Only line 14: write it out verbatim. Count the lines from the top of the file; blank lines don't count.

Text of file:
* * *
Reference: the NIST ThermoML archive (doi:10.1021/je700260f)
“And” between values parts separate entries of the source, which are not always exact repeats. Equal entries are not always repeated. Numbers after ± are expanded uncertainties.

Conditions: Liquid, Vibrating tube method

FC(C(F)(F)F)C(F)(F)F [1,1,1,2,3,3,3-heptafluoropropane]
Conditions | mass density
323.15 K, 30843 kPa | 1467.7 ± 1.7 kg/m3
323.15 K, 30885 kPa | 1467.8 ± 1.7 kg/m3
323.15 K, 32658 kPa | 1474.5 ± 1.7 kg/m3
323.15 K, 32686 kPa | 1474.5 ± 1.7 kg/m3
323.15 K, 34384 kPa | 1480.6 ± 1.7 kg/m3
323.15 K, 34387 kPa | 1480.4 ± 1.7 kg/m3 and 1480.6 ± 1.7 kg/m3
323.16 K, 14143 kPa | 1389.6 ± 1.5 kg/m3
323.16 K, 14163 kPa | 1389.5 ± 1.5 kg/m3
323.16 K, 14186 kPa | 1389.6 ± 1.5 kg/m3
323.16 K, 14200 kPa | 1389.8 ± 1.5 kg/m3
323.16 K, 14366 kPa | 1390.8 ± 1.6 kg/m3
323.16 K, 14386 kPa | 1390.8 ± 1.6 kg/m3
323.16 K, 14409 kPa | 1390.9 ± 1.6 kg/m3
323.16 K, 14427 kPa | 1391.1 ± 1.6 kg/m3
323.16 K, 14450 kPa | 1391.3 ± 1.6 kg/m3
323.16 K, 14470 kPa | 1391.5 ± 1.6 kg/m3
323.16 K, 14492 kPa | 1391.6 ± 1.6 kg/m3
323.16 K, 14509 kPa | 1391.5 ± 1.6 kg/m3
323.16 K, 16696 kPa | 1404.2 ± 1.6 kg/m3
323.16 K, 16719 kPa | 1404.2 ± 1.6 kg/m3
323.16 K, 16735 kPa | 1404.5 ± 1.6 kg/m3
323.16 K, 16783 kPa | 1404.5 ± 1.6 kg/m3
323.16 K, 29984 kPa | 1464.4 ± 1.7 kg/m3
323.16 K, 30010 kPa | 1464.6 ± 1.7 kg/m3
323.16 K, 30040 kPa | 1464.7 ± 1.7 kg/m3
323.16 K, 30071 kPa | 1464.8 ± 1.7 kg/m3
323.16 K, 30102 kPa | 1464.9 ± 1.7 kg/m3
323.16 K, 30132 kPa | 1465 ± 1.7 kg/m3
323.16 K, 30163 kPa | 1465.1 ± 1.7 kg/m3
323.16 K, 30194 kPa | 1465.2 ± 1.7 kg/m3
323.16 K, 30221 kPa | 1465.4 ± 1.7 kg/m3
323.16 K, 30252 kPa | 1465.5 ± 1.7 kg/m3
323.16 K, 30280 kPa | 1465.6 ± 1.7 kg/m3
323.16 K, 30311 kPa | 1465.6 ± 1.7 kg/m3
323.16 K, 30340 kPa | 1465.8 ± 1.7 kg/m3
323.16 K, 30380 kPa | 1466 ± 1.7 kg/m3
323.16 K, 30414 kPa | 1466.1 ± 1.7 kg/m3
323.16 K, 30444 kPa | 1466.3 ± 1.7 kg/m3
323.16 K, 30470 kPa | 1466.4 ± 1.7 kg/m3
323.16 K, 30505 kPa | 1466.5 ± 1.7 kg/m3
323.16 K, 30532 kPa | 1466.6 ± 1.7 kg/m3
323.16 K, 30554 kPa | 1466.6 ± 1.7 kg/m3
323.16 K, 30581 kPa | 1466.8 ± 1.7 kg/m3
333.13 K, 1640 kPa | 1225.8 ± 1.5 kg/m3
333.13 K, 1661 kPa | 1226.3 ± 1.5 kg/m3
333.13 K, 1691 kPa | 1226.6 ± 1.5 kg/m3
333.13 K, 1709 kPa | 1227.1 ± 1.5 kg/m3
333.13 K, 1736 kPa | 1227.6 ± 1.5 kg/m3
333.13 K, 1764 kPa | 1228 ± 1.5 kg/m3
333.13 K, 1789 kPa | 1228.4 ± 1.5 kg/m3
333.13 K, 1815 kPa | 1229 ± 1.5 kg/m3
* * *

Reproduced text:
323.16 K, 14186 kPa | 1389.6 ± 1.5 kg/m3